Created: April 02, 2022 08:00
Reverend Gavin Tyte is a former professional beatboxer and rapper (Photograph courtesy of The Living Church Foundation.org)
When I write the word “church”, what is the first thing that comes to mind?
I assume you are imagining a building or service (taking place inside a building). Well, those are expressions of church but not of church. If you have been reading my articles for a few weeks, you will know that the church is not something you go to, but a community of people held together by the love of God expressed through the person of Jesus Christ.
How the church speaks, well, that’s up for grabs. Churches express themselves in different ways, depending on the social and cultural context in which they were established and exist. The Anglican Church of Bermuda organized itself into parishes and erected buildings with pointed towers in which they could gather to offer worship to God. To fill the big spaces with big sound, they used huge PA systems – otherwise known as pipe organs. They created books with specific words and prayers they found helpful, and sang songs to the catchy tunes of the day.
It is worth remembering that every Christian church was planted once. Each Christian church was born, first from a community that had no buildings, no songs and/or words of its own. I am an Anglican church leader and I can’t help but wonder if we were to plant a Christian church today, how would we do it? What would that look like? What are the things we would hold dear – values, if you will – that would shape and define our lives together?
One of the wonderful things about Christianity is that it expresses itself in any context and in any culture where people find Jesus. And yet, the Church has been guilty of “inculturation”. In other words, it takes people from one context and molds and molds them into a church context.
For example, I’m a longtime member of the global beatboxing community. For those who don’t know what beatboxing is, it’s a form of mouth drumming and is part of the larger hip-hop movement. I created the world’s first beatboxing video tutorials, ran the world’s largest website for beatboxers, and was a judge at the last two world beatboxing championships.
I like beatbox, I like hip-hop, I like the Bible and I like Jesus. To that end, I wrote the entire Gospel of Luke in rap and beatboxed and performed to audiences around the world. So what happens when a young person who grew up in this musical culture gets to know Jesus and becomes a Christian? Do we tell them that they should go to their local church building on a Sunday morning (when they lie down after partying all night), sit on pews (or the only other place they have seen is the courthouse), and expect them to sing Victorian hymns with obscure words accompanied by a pipe organ?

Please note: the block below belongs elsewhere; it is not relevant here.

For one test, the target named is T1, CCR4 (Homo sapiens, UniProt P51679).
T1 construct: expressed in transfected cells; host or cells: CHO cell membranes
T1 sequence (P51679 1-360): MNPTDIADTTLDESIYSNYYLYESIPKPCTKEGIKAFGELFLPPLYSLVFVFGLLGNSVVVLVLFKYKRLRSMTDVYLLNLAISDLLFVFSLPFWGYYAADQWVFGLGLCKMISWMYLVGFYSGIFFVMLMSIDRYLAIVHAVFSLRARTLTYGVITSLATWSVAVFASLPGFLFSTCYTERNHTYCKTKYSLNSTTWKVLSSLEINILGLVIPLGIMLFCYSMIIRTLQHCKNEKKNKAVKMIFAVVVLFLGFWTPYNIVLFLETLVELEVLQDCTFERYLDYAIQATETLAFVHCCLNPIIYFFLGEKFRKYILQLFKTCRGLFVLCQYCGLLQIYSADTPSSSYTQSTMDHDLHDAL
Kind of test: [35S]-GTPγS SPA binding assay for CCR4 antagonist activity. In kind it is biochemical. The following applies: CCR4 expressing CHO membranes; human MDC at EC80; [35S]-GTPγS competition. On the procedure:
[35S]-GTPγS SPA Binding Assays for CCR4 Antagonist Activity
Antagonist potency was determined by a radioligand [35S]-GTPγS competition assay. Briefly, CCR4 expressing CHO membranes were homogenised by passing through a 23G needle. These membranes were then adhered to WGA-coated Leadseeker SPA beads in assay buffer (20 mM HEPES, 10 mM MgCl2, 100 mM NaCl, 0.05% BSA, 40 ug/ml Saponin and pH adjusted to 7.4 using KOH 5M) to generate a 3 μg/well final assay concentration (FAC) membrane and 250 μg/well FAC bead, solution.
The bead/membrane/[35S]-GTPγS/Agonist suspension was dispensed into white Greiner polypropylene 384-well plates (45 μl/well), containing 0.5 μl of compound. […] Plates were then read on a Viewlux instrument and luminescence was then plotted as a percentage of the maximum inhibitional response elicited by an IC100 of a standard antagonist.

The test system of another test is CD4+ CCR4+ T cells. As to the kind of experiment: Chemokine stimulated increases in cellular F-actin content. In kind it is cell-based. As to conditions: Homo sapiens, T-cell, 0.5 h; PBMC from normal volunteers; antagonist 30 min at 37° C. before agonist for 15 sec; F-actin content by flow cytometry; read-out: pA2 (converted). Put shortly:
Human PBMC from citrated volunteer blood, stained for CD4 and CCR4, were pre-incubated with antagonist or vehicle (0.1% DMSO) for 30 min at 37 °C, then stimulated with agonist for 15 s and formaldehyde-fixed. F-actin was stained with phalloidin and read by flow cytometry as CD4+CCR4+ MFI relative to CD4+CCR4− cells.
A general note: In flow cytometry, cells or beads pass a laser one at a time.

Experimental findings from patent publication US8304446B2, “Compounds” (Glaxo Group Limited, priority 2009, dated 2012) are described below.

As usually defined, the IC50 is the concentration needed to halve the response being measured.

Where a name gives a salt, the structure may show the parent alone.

Now I love sacred spaces and pipe organs, especially when played by Angie, our talented organist, but on reflection, I have to admit that I was inculturated in the church. I adopted expressions of church that were not natural to me and since I was ordained a priest, I have fought to keep a foot in both worlds. My calling has been to bridge the gap between church culture and the larger culture. But I don’t do it on my own. This is part of the calling of any Anglican priest. When I was ordained, and each time I took on a new position, I had to do something called the declaration of assent. There are these words:
“The Church of England is part of the one, holy, catholic and apostolic Church, worshiping the one true God, Father, Son and Holy Spirit. She professes the faith only revealed in Holy Scripture and set forth in Catholic creeds, which faith the church is called to proclaim anew in every generation.”
Notice the last part: “proclaim anew to every generation.” Let it sink in. It doesn’t say, “proclaim the way it has always been done, using the same formulas that have always been used and using the same language that has always been spoken.” No! The Anglican Church recognizes that to effectively proclaim Jesus Christ as Lord and be witnesses to God’s love, we must use methods, language and styles appropriate to the larger social and cultural context in which we find ourselves. I made this public promise in front of the bishop and the congregations I served, and it is something I take very seriously.
Right now there’s a whole world outside of the church that’s a different culture. How does the church bridge this cultural gap? Well, He can do that by making our expressions of worship and ministry culturally relevant. For example, at our all-ages worship at St. Mark’s, we sing modern songs with cool beats, have accessible words, and deliver relevant and engaging talks. In addition to being culturally relevant inside the church, we also proclaim the message of Jesus and witness God’s love outside the church.
One of the ways I seek to connect people to Jesus is through The Hip-Hop Gospel. It is a rhymed version of the Gospel of Luke and is written to connect with a wider non-ecclesiastical culture. In fact, we are a group here in Bermuda looking to bring it to the stage as a musical production. If this is something you would like to get involved in, or if you know someone who would like to get involved, let me know. It’s a very exciting project. You can download a free copy of The Hip-Hop Gospel here: https://thehiphopgospel.com/ and it is also available, for a small fee, in the Kindle store.
So this week may you shine like a star and be Jesus to all you meet inside and outside the church, and may you be blessed to be a blessing.
• Reverend Gavin Tyte is the pastor of St Mark’s Anglican Church. Visit stmarks.bm